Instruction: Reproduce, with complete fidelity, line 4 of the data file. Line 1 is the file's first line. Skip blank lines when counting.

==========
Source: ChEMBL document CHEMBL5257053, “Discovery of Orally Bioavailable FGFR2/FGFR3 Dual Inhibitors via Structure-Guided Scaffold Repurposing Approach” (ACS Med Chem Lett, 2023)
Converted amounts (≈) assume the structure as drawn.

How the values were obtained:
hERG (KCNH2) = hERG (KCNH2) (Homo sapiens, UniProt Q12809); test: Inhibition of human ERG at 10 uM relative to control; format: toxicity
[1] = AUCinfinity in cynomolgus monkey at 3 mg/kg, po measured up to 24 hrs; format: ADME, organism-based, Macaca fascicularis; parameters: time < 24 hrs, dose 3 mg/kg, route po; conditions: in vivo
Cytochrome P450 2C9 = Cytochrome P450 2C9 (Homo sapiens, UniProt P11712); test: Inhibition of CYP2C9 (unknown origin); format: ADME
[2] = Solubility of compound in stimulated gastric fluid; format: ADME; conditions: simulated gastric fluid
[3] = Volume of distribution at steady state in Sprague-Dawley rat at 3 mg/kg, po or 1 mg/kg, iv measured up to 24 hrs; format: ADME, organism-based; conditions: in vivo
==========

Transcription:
hERG (KCNH2) = hERG (KCNH2) (Homo sapiens, UniProt Q12809); test: Inhibition of human ERG at 10 uM relative to control; format: toxicity